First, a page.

Thursday, August 03, 2006

100 Days Of Decrepitude

How does it happen? How can someone who spends their days reading, taking notes, and writing, find themselves at a bus stop, bursting with ideas 4 a blog post, only 2 find themselves without a pen? I’ve resorted 2 using the draft msg mode on my mobile. Picture me eating strawberries frm a punnet in my shopping bag, as I sit on a bench and compose these thoughts. I wonder how big the msg will b allowed 2 get? And what’s with more public transport entries when I announced the last instalment yesterday? Fear not, that was the last of the p/t rants, this is in fact a post on Big Brother. I shld probably write about something more worthy, like the stoush on the Cultural Studies List, but dogpossum...

At this point I got sick of texting, and since I was already on the bus by the time I asked you to picture me sitting on a bench eating strawberries, well, there really seemed to be no point continuing the post that way. I would have been home and ready for bed by the time I finished writing what I had to say by means of text messaging. Tomorrow I will endeavour to take my personal organiser with me on my travels—it has two pen holders and lots of yellow notepaper.

So, there’s a stoush going on at the Cultural Studies List in response to an Op Ed piece in The Australian by Emma Dawson. I am tired of The Australian on all sorts of levels, between the Patrick White punk they pulled on Australian publishers and now more of their usual ‘cultural studies scholars speak another language’ guff, well, I am just bored by their disingenuous stoking of ‘debates’, which merely serve their ongoing campaign to undermine the nation’s humanities researchers and educators in order to shore up their own position as the arbiter of all things cultural. Snore.

I was having a bit of a read of Alison Croggan’s blog, Theatre Notes, where she and her commenters lamented the direction of The Age’s arts coverage. Chris Boyd noted that for him, the paper has become increasingly irrelevant as a source for information and discussion of the arts in his home town. And I have to say that’s how I feel about The Australian on any topic. Truth be told, I only buy The Weekend Australian for the TV guide in the ‘Review’ insert—because I will not pay one red cent for the guide in The Sunday Mail, the weekend version of The Courier Mail a.k.a The Curious Snail—and the Victoria Roberts comics in the Magazine.

I wish we could ignore The Australian, but the trouble is that its strategy is such that the ‘evidence’ it offers to ‘prove’ the demise of our cultural identity, due to the apparently incomprehensible theorising of cultural studies and other humanities scholars, provides all the justification that governments need to interfere in the budgets and curricula of humanities institutions.

I liked Danny Butt’s contribution to the debate*, where he questioned the scope of the public that was implicit in Dawson’s piece. It’s really a public that only encompasses the pages of The Australian; it doesn’t account for the academics who routinely communicate on subjects of relevance to their work in discussions on radio and some television programmes. Butt pointed out that The Australian’s public ignores the everyday communication of theoretical work that goes on in universities between lecturers, tutors and students. It completely ignores the vociferous discussion that occurs on the comments pages of blogs where the writers and contributors (on group blogs) are scholars of all kinds and the readers are too, a fact which further makes Amanda Wiseman’s point that you don’t have to be a Cultural Studies academic to be interested in Theory or want to talk about matters of national importance in a way that recognises the complexity of the issues at hand.

Anyway, I didn’t mean to talk about this at all. I feel as though I always struggle to grasp the breadth of the issues that should be worked through to offer any coherent contribution to these kinds of debates. I am in awe of those who can organise their thoughts into a semblance of order. Two such people who have synthesised the discussion and issues at hand in a very temperate and intelligent manner are dogpossum and Tseen from Banana Lounge. Read their summaries and thoughts.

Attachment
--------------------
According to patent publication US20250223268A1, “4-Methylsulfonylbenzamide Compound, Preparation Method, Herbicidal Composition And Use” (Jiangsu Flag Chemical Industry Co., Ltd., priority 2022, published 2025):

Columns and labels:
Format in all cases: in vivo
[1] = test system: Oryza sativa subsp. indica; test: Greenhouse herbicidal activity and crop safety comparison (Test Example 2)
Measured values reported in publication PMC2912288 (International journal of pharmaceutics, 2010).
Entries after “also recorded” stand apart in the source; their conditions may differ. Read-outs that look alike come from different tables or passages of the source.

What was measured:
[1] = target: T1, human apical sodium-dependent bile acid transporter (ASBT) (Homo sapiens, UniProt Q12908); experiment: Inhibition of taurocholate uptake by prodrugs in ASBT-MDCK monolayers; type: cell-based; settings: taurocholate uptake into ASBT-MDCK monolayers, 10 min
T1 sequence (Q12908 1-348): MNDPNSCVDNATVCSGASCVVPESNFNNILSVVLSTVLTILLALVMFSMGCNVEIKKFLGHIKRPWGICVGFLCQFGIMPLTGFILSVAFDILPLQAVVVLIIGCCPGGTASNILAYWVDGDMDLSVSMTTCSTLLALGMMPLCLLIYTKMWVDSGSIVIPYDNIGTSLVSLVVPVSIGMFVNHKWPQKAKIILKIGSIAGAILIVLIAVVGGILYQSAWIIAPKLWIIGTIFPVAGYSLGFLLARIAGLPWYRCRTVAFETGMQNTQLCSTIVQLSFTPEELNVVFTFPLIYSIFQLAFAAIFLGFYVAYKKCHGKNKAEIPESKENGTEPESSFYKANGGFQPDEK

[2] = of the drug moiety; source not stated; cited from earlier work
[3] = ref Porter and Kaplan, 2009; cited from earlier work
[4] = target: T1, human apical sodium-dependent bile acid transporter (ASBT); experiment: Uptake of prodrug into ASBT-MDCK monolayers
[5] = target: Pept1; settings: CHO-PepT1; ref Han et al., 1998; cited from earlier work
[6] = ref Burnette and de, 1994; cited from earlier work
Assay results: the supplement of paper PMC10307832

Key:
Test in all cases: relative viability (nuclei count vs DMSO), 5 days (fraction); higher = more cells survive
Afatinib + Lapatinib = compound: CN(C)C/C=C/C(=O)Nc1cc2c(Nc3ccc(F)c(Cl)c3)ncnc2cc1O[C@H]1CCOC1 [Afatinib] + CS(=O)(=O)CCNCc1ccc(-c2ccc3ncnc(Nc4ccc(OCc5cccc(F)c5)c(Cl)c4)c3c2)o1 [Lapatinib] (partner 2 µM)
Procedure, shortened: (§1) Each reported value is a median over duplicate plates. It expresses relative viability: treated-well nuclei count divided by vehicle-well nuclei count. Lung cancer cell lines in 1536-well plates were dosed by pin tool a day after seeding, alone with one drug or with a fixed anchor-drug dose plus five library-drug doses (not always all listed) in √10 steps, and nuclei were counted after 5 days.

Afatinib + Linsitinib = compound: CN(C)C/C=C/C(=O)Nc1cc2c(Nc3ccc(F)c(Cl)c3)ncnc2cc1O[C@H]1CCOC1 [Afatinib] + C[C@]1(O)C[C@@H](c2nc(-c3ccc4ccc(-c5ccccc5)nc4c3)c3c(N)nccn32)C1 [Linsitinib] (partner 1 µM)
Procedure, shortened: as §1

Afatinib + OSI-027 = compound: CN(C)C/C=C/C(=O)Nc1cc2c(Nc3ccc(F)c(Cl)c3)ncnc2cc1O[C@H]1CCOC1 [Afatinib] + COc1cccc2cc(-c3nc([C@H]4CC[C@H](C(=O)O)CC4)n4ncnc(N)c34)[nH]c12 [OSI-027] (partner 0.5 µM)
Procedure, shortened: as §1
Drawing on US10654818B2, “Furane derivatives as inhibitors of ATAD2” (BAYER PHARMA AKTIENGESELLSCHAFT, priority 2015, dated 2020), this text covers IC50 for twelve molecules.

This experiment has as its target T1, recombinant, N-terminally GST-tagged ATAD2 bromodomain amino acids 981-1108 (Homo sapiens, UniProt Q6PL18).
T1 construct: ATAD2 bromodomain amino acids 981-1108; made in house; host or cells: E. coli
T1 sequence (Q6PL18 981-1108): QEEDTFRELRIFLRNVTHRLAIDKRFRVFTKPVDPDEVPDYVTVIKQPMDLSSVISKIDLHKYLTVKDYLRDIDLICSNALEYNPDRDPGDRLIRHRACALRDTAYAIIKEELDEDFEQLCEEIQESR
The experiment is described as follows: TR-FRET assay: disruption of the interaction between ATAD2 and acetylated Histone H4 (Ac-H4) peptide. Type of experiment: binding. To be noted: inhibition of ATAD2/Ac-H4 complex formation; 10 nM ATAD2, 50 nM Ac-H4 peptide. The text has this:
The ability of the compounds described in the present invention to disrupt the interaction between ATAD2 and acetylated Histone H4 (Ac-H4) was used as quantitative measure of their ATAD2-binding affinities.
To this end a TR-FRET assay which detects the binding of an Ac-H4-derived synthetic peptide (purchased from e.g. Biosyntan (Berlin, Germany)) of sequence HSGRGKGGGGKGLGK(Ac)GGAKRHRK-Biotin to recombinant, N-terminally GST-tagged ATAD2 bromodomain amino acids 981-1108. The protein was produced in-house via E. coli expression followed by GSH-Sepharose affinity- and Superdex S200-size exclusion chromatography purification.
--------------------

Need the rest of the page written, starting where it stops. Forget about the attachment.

To the topic at hand then: Big Brother. I wasn’t too happy that Jamie won. For me, as soon as Claire and David were ousted, that Camilla should win was a no-brainer. When will I learn? The affable types always triumph. Still there was some consolation that the vote was so close. And, hooray, that John and Ash, who had been removed from the house, weren’t there as part of the finale; the lawyers from both sides probably made sure of that, so we can be thankful to them. John and Ash’s presence would have been too creepy. It was bad enough that Michael dared to show his face. The audience booed him! My goodness. And still he did that stupid Johnny Fairplay gesture, as if it were some badge of honour, rather than marking him as someone who needs to work on being a lot more humble. Maybe Michael will become a pro-wrestler in the same way that the miscreant he so admires did after Survivor. That would save us all from having to put up with the ill-effect that any realisation of his political ambitions would surely have.

Upon reflection, I think this was one of the better years of Big Brother. Even as a fairly avid viewer—although only of the PG-rated programmes—I was surprised by how much I enjoyed the final show. In previous years I have flicked between the finale and whatever programmed happened to be screening at the same time on another commercial station. I was interested to see that the housemates were thanked by ‘Big Brother’ for their contribution to the programme and especially the point that they had made themselves vulnerable to criticism by participating. Whether you agree or not that the participants are due any charity for volunteering to be housemates, it is certainly true that being a Big Brother contestant is to attract some of the most vehement assassinations of your character. Take this comment from Elizabeth Meryment in the ‘Review’ supplement of The Weekend Australian: ‘we are drawing to the close of yet another of this rather tawdry series in which some truly vile individuals ... are placed in a house together...’ I don’t know where anyone gets the conviction to so thoroughly dismiss another human being—one they’ve only seen on television!—in such a cavalier manner. As for what Meryment writes about Gretel... I’m obviously watching a different Gretel to everyone else. I find her quite funny. Really. I don’t think she deserves to be fired because she has a lot of bad hair days, or perhaps isn’t ageing in an acceptable way. I do think that she and Gaelen were separated at birth; was anybody else struck by how similar their features are?.